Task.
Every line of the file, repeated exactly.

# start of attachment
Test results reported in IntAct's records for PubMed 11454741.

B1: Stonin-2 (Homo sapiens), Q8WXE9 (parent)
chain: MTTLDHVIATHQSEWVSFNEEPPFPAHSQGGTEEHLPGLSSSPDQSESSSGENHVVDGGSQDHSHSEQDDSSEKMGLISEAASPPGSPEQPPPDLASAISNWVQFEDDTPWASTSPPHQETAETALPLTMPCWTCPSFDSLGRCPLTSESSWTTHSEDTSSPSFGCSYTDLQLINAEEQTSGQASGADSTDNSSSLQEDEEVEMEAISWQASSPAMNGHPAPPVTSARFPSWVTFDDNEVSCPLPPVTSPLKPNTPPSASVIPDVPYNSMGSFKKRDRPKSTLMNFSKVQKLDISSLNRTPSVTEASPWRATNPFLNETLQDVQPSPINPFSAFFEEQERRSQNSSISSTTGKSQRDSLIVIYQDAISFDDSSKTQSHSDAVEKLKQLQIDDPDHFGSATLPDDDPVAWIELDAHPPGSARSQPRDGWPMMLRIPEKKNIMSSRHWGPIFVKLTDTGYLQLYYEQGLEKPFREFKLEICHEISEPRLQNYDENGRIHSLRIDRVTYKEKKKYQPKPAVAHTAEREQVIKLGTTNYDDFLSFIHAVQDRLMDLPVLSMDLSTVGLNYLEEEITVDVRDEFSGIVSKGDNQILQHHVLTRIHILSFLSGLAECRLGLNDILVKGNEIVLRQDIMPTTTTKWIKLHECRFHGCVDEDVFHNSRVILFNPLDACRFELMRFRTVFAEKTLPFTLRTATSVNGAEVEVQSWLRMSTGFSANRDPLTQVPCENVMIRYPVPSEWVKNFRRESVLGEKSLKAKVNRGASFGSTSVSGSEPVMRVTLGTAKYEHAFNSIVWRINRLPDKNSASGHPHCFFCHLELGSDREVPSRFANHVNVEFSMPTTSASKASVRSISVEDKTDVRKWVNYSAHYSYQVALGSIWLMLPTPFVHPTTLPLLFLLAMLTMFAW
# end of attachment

Test results reported in IntAct's records for PubMed 11454741.

B1: Stonin-2 (Homo sapiens), Q8WXE9 (parent)
chain: MTTLDHVIATHQSEWVSFNEEPPFPAHSQGGTEEHLPGLSSSPDQSESSSGENHVVDGGSQDHSHSEQDDSSEKMGLISEAASPPGSPEQPPPDLASAISNWVQFEDDTPWASTSPPHQETAETALPLTMPCWTCPSFDSLGRCPLTSESSWTTHSEDTSSPSFGCSYTDLQLINAEEQTSGQASGADSTDNSSSLQEDEEVEMEAISWQASSPAMNGHPAPPVTSARFPSWVTFDDNEVSCPLPPVTSPLKPNTPPSASVIPDVPYNSMGSFKKRDRPKSTLMNFSKVQKLDISSLNRTPSVTEASPWRATNPFLNETLQDVQPSPINPFSAFFEEQERRSQNSSISSTTGKSQRDSLIVIYQDAISFDDSSKTQSHSDAVEKLKQLQIDDPDHFGSATLPDDDPVAWIELDAHPPGSARSQPRDGWPMMLRIPEKKNIMSSRHWGPIFVKLTDTGYLQLYYEQGLEKPFREFKLEICHEISEPRLQNYDENGRIHSLRIDRVTYKEKKKYQPKPAVAHTAEREQVIKLGTTNYDDFLSFIHAVQDRLMDLPVLSMDLSTVGLNYLEEEITVDVRDEFSGIVSKGDNQILQHHVLTRIHILSFLSGLAECRLGLNDILVKGNEIVLRQDIMPTTTTKWIKLHECRFHGCVDEDVFHNSRVILFNPLDACRFELMRFRTVFAEKTLPFTLRTATSVNGAEVEVQSWLRMSTGFSANRDPLTQVPCENVMIRYPVPSEWVKNFRRESVLGEKSLKAKVNRGASFGSTSVSGSEPVMRVTLGTAKYEHAFNSIVWRINRLPDKNSASGHPHCFFCHLELGSDREVPSRFANHVNVEFSMPTTSASKASVRSISVEDKTDVRKWVNYSAHYSYQVALGSIWLMLPTPFVHPTTLPLLFLLAMLTMFAW